Sir Hilary Beckles (FP)
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KINGSTON, Jamaica – Professor Sir Hilary Beckles, vice-chancellor of The University of the West Indies is calling on United States President Barack Obama to grant a posthumous pardon to Marcus Mosiah Garvey, Jr., for his 1923 mail fraud conviction in the United States.
Sir Hilary’s call comes in the wake of Jamaica’s National Heroes Week, the annual celebration of the country’s heroes and martyrs. It also comes at a time when countries and communities in the Caribbean and across the world are observing the United Nations’ declared Decade for People of African Descent.
“Marcus Garvey was the victim of trumped up charges orchestrated by the late J. Edgar Hoover, the famously anti-black director of the US Federal Bureau of Investigation,” said Sir Hilary. “We are today calling on President Obama, himself the victim of racist campaigns to de-legitimise his presidency, to exonerate Garvey before he leaves office. It is the right and proper thing to do.”
A global petition campaign demanding that Garvey’s federal record be expunged has generated tens of thousands of signatures. The campaign is supported by the Jamaican Government, the Caribbean Reparations Commission, the Institute of the Black World 21st Century and members of the Congressional Black Caucus in the US House of Representatives.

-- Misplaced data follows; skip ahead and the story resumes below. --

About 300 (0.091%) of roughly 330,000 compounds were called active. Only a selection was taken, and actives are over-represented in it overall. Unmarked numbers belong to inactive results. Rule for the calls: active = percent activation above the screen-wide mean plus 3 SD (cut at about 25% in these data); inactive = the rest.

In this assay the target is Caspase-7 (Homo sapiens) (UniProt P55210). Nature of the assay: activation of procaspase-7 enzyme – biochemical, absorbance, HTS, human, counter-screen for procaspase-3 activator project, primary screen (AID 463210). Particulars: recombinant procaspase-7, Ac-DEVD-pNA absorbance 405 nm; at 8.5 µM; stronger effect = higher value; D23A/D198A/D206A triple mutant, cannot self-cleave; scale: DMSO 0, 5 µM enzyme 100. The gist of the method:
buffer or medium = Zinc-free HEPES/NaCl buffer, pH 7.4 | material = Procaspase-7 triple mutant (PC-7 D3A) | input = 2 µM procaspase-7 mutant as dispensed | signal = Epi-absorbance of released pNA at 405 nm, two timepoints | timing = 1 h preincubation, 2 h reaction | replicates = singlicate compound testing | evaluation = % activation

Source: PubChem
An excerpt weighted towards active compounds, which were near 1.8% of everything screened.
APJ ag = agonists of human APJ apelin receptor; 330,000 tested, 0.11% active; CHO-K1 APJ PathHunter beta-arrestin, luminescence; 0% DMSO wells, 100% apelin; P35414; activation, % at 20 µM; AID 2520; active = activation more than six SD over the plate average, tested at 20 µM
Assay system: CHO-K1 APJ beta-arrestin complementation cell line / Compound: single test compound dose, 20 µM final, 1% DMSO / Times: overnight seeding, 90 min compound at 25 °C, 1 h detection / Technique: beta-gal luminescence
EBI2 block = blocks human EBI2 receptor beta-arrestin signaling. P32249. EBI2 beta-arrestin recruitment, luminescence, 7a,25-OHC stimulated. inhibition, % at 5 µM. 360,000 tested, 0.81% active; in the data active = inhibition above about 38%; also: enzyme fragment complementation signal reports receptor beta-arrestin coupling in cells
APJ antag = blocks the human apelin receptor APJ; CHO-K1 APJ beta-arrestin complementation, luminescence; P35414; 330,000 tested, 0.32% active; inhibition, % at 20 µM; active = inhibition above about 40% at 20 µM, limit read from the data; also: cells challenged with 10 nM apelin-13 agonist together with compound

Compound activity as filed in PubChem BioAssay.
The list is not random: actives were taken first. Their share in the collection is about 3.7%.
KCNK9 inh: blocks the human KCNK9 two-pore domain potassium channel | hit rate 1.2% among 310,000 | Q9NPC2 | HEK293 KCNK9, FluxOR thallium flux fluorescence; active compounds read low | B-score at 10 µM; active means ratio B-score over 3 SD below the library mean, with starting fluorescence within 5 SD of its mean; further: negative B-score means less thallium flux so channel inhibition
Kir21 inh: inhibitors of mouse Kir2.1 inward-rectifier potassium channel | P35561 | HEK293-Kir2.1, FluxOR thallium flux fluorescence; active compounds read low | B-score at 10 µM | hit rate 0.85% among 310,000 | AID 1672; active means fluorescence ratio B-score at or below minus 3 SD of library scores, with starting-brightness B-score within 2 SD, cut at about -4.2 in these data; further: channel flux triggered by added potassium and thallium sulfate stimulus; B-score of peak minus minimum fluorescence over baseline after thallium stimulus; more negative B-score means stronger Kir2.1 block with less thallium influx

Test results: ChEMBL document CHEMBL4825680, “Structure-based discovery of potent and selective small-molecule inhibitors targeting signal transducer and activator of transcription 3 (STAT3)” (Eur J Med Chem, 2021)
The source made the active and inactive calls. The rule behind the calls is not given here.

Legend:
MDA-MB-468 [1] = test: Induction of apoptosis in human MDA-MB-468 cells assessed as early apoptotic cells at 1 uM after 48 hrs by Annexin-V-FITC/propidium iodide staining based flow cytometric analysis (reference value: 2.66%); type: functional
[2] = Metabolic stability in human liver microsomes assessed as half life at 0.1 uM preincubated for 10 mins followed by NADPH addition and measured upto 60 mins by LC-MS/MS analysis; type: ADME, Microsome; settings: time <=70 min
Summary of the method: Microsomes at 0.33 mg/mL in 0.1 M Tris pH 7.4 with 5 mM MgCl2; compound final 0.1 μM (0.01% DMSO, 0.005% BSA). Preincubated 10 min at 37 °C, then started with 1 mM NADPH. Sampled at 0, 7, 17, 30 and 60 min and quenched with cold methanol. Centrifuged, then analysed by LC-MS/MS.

“Garvey’s call for the upliftment of all Caribbean citizens through education and political engagement constitutes a critical part of the ideological and philosophical currents that gave birth to The University of the West Indies almost 70 years ago,” said Sir Hilary. “The UWI’s mission and mandate is a manifestation of Garvey’s struggles for quality education for the masses of Caribbean peoples, for self-respect, self-determination and cultural awareness in our region.”
Born on August 17, 1887, in St. Ann’s Bay, Jamaica, Garvey was a civil and human rights activist, organizer and eloquent orator who led the largest mass movement of black people in the 20th Century.
The founder of the Universal Negro Improvement Association (UNIA), Garvey was a strong proponent of Black Nationalism, Pan-Africanism and self-reliance. He is Jamaica’s first national hero, and is revered by millions throughout the Caribbean, the United States, Canada, Central and South America and Africa.
The late D. Martin Luther King Jr. in paying tribute to Garvey in the 1960s said he was “the first man on a mass scale and level to give millions of Negroes a sense of dignity and destiny.”
Answering questions on April 9, 2015, following a speech at The University of the West Indies in Kingston, Jamaica, President Obama said: “I think that all people want basic dignity and want basic freedom, and want to be able to worship as they please without being discriminated against, or they should be able to speak their mind about an important issue pertaining to their community without being arrested.”
“That’s true today, but it was also true of Marcus Garvey in 1923,” said Sir Hilary. “The principles of reparatory justice on which the Caribbean Reparations Commission are founded, are the same principles that should be applied to repair and restore Garvey’s good name in the annals of US and world history.”
The philosophy and teachings of Marcus Mosiah Garvey have long been internationally recognized for its strong and enduring influence on the independence movements in the Caribbean and Africa, on Rastafarianism and on the black liberation and Black Lives Matter Movements in North America. (PR)